Exploring IBM Bluemix – Part 3: MySQL Databases

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In my previous article I have shown you how to deploy your first PHP application, a simple ‘Hello World’ page, on IBM Bluemix. For your PHP application to be more useful, this tutorial will show you how to use MySQL databases in your Bluemix PHP project.

Adding MySQL as a Bluemix service

In IBM Bluemix, a service is defined as anything that helps you add more functionalities to an existing application. These include databases, push notification for mobile devices, big data support, or even security features. With this in mind, you will need to first create a new service in order to use MySQL – select your space on the left menu of your Bluemix dashboard and click ‘Add a service or API‘:

add_service

Scroll to the Data Management section, you can see that many types of databases such as MySQL, MongoDB, postgresql are supported. For now, select mysql that can be easily used with PHP:

db_services

The next screen allows you to add the service, as well as select a suitable plan. Take note that the free plan gives you 10 concurrent connections with 10MB of storage on a shared server with 1MB of memory, which is just barely enough for testing:

add_mysql_2

Enter a name for the service and bind it to an existing application. You may leave a service unbound now and bind the application later – but the credentials to connect to the database will not be available until after binding, so you may as well bind it to your application now. When done, click Create to add the MySQL service.

Retrieving the database credentials

Now click on the service name on the top left menu of your IBM dashboard, you’ll be presented with the service description:

mysql_svc

To my surprise, there is nothing on this page – no database explorer, no status panels, not even the credentials to access the database – just a link to open the IBM MySQL documentation. The service settings menu also does not contain anything much useful:

svc_quickstart

So where are the database credentials? At least the IBM documentation is cleared on this – they are in the VCAP_SERVICES environment variable that can be found in the Start Coding section of the application that is bound to the service:

vcap_services

Here you can find the database server address (host and port fields), login account (username and password fields) as well as the name (name field). Interestingly, the port is 3307, and not the MySQL default port 3306, perhaps for security reasons.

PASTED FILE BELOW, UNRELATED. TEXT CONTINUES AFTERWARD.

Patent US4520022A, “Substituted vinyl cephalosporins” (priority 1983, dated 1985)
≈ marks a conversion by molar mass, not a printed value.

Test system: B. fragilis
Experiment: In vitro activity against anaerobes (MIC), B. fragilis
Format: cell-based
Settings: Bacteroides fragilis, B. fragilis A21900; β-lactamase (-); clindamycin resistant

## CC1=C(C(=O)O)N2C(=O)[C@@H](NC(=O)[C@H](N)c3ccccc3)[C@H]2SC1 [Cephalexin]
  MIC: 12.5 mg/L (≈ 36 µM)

You can also retrieve this information using the following Cloud Foundry command line:

cf env "project_name"

The output will look like the following

"VCAP_SERVICES": {
"mysql-5.5": [
{
"credentials": {
"host": "75.126.23.246",
"hostname": "75.126.23.246",
....
}

If the service is not yet bound to an application, you can also do that now using the following commands:

cf bind-service "project_name" mysql-fs
cf restage "project_name"

where mysql_fs is the name of the service. Take note that it is a must to restage the project after service binding, otherwise the changes will not take effect.

Connecting to the database

So what’s next, can you just use a MySQL client such as MySQL Workbench to connect to this database and upload all the data? Unfortunately if that is your expectation, you are in for a big disappointment here. The created MySQL database can only be connected to from within the application that’s bound to the MySQL service and external connections will be rejected. The only way to manipulate data on this database is to deploy a web-based database explorer tool to a new Bluemix application and bind it to the database service. The best candidate for this would be phpMyAdmin.

First you need to download an existing phpMyAdmin buildpacks for Bluemix such as this. Modify the manifest.yml file to fit your application details, while keeping the link to the buildpack:

applications:
- name: phpmyadmin
  memory: 128M 
  instances: 1
  host: phpmyadmin
  domain: cfapps.io
  path: .
  buildpack: https://github.com/cloudfoundry/php-buildpack.git#8c13f5434b2f31ca960d2bca9153df1978258535
  services:
  - mysql-db